President Obama’s increase in federal means-tested welfare spending during his first two years in office was two and a half times greater than any previous increase in federal welfare spending in U.S. history, after adjusting for inflation.

Obama Plans Permanent Increases in Welfare

Supporters of the President’s spending might counter that these spending increases are merely temporary responses to the current recession. But that is not the case; most of Obama’s spending increases are permanent expansions of the welfare state. According to the long-term spending plans set forth in Obama’s FY 2013 budget, combined federal and state spending will not drop significantly after the recession ends. In fact, according to the President’s own spending plans, by 2014, welfare spending exceeds $1 trillion per year. By 2022, total means-tested spending will reach $1.57 trillion.[5] (See chart 8.) Much of this increase in spending will be due to the increase in medical expenditures under Obamacare.

According to President Obama’s budget projections, federal and state welfare spending will total $12.8 trillion over 10 years (FY 2009 to FY 2018). This spending will cost over $130,000 for each taxpaying household in the U.S.

Spending Priorities: Welfare and Defense

Throughout most of the post-war period, annual defense spending greatly exceeded means-tested welfare. In 1993 welfare spending exceeded defense spending for the first time since the great depression of the 1930s. In subsequent years the ratio of welfare to defense spending averaged about 1.33 to 1.00.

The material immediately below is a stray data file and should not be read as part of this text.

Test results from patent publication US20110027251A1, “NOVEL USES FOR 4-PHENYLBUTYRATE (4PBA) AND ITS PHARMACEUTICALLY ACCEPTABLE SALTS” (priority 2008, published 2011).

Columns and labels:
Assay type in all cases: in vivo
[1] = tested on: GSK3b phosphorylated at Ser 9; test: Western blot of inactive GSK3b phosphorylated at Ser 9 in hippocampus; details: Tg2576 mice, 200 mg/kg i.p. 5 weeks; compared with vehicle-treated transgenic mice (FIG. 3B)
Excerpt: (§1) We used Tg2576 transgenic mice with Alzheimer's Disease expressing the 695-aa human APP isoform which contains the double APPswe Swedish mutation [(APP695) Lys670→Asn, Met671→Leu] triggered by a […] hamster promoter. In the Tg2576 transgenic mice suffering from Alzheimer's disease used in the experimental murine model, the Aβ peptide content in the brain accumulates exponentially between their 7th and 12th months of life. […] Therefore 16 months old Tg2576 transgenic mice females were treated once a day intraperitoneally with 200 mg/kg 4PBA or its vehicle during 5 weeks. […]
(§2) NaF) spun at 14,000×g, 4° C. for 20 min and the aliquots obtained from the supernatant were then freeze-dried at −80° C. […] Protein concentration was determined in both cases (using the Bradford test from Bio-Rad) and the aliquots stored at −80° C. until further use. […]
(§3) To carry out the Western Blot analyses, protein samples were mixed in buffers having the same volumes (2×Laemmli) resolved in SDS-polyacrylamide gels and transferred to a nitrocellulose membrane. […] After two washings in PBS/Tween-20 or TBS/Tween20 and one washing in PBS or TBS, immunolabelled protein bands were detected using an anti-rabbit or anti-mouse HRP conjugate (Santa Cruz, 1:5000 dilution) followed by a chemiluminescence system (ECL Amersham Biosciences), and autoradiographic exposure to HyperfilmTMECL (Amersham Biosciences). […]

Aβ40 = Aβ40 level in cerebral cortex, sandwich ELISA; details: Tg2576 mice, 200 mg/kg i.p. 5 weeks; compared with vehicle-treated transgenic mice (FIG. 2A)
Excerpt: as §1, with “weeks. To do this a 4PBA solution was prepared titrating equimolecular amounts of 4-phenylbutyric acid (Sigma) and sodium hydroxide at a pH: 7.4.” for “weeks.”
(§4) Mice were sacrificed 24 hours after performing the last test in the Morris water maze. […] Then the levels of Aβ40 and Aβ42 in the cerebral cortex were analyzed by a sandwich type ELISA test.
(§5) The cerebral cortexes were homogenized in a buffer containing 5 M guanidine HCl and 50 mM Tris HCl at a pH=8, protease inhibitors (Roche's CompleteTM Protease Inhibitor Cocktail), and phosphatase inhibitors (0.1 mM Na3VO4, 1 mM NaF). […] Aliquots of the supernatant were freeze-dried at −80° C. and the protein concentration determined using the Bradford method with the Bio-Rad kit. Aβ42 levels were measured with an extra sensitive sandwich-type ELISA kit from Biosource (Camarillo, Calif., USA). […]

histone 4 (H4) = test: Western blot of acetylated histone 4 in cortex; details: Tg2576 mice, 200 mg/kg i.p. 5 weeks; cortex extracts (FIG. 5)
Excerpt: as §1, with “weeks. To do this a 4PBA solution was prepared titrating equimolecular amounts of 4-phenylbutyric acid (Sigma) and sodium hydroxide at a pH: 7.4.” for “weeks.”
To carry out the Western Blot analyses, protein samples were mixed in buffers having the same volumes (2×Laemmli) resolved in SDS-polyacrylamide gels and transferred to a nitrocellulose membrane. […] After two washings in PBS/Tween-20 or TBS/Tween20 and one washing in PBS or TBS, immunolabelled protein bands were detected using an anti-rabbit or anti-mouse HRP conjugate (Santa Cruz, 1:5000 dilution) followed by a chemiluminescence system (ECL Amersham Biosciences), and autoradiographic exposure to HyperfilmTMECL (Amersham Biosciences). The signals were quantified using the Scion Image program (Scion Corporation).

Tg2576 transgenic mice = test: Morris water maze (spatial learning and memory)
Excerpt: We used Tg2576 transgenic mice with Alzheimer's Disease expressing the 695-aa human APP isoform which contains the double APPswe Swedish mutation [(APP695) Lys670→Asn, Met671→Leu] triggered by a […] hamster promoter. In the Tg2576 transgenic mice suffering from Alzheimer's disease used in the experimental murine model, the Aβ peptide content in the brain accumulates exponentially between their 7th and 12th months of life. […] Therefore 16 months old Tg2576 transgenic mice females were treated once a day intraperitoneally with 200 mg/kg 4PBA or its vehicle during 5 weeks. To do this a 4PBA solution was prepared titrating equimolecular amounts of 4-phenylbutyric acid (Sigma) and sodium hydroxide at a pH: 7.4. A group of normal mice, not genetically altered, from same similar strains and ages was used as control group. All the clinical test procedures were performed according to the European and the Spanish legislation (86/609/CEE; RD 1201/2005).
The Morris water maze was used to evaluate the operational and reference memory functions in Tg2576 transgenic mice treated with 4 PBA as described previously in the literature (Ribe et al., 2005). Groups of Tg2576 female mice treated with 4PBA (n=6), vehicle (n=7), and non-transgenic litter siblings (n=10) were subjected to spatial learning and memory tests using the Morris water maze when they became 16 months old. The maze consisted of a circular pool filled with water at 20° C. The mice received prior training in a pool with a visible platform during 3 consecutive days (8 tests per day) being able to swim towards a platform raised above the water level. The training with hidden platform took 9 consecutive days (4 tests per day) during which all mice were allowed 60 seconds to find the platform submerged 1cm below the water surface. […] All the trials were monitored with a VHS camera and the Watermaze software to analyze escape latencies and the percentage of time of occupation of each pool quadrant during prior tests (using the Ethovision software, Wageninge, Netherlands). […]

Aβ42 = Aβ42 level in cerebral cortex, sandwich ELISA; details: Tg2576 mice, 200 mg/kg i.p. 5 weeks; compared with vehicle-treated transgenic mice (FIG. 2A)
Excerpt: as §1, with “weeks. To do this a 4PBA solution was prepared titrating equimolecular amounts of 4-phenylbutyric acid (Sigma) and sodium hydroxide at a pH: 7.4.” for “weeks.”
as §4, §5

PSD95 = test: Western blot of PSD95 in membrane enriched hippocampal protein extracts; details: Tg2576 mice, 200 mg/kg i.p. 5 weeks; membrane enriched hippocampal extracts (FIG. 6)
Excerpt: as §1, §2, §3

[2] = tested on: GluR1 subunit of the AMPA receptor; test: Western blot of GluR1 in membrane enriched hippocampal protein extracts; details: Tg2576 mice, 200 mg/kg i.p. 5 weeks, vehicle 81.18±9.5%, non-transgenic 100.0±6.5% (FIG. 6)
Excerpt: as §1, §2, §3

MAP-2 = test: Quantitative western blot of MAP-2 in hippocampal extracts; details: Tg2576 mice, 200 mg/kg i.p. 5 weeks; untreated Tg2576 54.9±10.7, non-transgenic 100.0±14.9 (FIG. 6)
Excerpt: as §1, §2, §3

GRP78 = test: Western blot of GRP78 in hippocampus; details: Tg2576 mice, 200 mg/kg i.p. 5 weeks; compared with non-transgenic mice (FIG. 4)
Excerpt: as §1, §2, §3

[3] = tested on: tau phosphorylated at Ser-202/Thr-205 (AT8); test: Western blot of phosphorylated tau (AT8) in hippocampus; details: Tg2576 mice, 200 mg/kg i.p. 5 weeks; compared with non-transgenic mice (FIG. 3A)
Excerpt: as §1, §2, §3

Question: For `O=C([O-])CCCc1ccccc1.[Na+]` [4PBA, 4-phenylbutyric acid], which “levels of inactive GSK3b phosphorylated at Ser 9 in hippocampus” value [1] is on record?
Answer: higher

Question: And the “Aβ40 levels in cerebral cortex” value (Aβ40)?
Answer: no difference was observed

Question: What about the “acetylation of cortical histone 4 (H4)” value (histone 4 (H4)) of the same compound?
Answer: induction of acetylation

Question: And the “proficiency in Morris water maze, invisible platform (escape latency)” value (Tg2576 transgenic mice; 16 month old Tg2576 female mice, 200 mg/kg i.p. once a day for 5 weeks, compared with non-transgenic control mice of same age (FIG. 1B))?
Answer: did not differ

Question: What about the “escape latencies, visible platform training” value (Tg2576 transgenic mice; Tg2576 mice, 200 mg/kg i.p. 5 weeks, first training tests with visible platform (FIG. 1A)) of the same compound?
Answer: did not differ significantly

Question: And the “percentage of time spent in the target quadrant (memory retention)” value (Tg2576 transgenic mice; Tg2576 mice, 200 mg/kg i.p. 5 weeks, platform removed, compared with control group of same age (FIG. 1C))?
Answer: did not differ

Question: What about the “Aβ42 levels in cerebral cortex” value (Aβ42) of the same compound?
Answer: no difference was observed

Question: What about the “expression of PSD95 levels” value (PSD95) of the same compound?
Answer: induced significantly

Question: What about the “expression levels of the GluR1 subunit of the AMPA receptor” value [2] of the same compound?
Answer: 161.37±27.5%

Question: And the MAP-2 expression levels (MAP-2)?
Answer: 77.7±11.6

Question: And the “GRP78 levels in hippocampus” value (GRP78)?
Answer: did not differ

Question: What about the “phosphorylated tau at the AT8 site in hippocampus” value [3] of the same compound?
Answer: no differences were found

Obama’s budget calls for jettisoning this pattern. Defense spending will decline in nominal dollars while means-tested welfare spending will increase 70 percent. By 2022, there will be $2.33 in federal and state welfare spending for every one dollar spent on national defense. (See chart 9.)

Conclusion

Means-tested spending comprises a vast, hidden welfare state. The public is almost totally unaware of the size and scope of government spending on the poor. This is because Congress and the mainstream media always discuss welfare in a fragmented, piecemeal basis. Each of the 79 programs is debated in isolation as if it were the only program affecting the poor. This piecemeal approach to welfare spending perpetuates the myth that spending on the poor is meager and grows little, if at all.

The piecemeal, fragmented character of the hidden welfare system makes rational policy-making and discussion impossible. Sound policies to aid the poor must be developed holistically, with decision makers and the public fully aware of the magnitude of overall spending.